The Art of the eCommerce Price War


Online shoppers know that they don’t have to hunt for the best deal in eCommerce, they just expect them. Cost comparison tools and market saturation means that cost is the point of difference that eCommerce clients care about most.

In turn, profit margins continue to shrink as the eCommerce businesses compete for the best price to secure shoppers. When the online shopping experience between e-retailers are the same, price becomes the sticking point.

Price wars aren’t a long-term solution to eCommerce retailers, with a battle to the lowest cost contributing to a poorer market over time. eCommerce outlets are fighting for the purchaser by extending deals, increasing incentive prices and usually competing on cost – and that certainly gives the customer the upper hand in the transaction.

Online shopping costs are largely cheaper than those located in brick-and-mortar outlets, and that is even before you factor in online savings codes, deals of the day, no-taxes-charged and free shipping offers.

Then there are the online tricks of the trade which throttle costs even further. Price comparison services such as Google Shopping also empower the customer of today to shop smarter and compare eCommerce shop listings. The platform contrasts product prices across several stores as well as user reviews to assist the purchase decision.

Not only are retailers lowering their costs, but technology add-ons are comparing and contrasting the accessible outlets for the client to make it even simpler. All in all, competing on price to attract low-value clients doesn’t bring about a strong market in the long run.

The result of this cost pressure is lower profit margins in an ever-more-expensive playing area. It’s simple math: Low cost translates into less money per unit. This implies eCommerce retailers will need to sell more to make the same gain before they slashed prices.

Pitting stores against each other with cost the only differentiator creates an industry which loses value. On top of the struggle for rock-bottom prices, retailers are competing in an online marketing environment that is more aggressive each year.

Interestingly enough, the cost problem is one retailers seemingly inflict on retailers.

Price wars happen only when cost is the deciding factor in the purchase – and the simple fact of the matter is that stores with cookie-cutter purchase processes and internet experiences create this problem.

Here are a few ideas on how to come out on top in the on-going battle over eCommerce price-setting:

eCommerce Product Copy Must Disarm Alternatives

Simply put, your product copy needs to position the product as superior to a customer’s alternatives.

All this is supposed to target the”Reference price effect”, which states that cost sensitivity increases as a product’s price increases relative to perceived choices.

Create a New Product Type/Category Instead of making a product seem better than its alternatives, reposition the item so it is in a brand new class or class so that it does not have any alternatives.

This is meant to solve price sensitivity with the”Difficult comparison effect” where buyers are sensitive to the cost of a product when they have trouble comparing it to possible options.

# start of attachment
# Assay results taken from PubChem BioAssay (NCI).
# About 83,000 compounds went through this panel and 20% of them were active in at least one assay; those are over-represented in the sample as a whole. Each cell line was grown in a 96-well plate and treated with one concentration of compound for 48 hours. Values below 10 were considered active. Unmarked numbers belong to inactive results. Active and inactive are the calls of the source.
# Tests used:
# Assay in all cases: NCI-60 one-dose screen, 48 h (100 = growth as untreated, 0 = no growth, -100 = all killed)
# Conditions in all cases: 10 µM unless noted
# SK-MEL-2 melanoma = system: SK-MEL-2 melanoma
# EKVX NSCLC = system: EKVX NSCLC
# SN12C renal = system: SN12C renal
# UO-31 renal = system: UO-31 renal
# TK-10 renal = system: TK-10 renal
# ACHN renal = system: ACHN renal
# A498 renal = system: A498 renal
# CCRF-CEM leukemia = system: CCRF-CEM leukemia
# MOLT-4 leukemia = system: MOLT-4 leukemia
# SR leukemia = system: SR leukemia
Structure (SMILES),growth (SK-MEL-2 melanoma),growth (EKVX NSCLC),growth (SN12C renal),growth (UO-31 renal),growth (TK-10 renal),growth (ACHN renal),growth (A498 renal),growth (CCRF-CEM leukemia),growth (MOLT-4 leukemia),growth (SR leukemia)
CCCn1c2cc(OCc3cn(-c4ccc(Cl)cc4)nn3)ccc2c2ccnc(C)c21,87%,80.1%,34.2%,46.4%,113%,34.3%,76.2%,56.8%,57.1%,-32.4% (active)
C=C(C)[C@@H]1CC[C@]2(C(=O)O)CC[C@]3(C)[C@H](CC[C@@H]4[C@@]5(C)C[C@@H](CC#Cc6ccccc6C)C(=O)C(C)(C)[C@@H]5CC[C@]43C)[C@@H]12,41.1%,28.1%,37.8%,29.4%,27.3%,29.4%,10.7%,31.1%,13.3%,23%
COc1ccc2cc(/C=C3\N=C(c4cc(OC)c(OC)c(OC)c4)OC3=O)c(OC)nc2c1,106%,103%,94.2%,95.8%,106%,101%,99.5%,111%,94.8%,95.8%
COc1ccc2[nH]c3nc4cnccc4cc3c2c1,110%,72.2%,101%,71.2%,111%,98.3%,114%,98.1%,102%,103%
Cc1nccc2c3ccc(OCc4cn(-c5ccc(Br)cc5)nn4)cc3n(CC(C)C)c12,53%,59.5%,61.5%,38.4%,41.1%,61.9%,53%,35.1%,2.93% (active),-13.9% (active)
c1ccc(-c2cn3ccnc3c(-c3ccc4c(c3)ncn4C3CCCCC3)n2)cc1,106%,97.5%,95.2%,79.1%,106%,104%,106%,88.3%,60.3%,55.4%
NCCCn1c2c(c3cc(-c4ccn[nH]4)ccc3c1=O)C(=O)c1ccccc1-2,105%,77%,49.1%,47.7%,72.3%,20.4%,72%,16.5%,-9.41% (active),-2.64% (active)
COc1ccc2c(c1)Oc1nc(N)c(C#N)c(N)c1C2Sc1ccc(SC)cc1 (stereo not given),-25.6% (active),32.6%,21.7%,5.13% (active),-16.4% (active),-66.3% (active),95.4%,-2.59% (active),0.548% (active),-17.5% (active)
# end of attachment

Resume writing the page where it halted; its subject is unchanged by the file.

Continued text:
Premium Pricing – When Possible

That is a no-brainer, but understanding the psychology behind this is vital.

That is where buyers are less sensitive to cost when a higher price can signal increased product quality.

Remember that this will not work for most products, but when it can work higher pricing can actually help with price sensitivity.

The $100 price tag indicates that there’s higher quality, and a safer hop, even though there might be no difference at all.

In this situation, customers are more price sensitive and are likely to choose the $4 leap, as there is no premium pricing to signify quality.


Packaging items together is an excellent way to deal with the “price proportion cost” factor. The cost proportion cost factor essentially states that customers assess the purchase price of an item based on its proportion of the total overall cost of the benefit they’re trying to achieve.

If a customer is attempting to buy a suit they will be less price sensitive to the cost of a pocket square than a suit coat since the suit jacket contributes more to the overall cost of what they’re looking for.

The purchase price of a pocket square is only a small fraction of what the complete package costs, so that they will spend less time assessing its price. The goal is to package products together so that lower cost items can make up for the price sensitivity consumers have for higher cost items.

Be More Than A Vending Machine

A vending machine is only a product and a price. If all you need to offer is a product and price, then you’re no better than a vending machine.

The above-mentioned tactics are amazing ways to help lower a client’s existing cost sensitivity, but the most effective way to take care of price sensitivity would be to remove it from your clients altogether. Offer your clients a great customer experience, a loyalty program, and status-based perks which benefit their ongoing patronage.

When your customers don’t even consider alternatives or competitions, you have eliminated the majority of their price sensitivity – and created stable, predictable sales.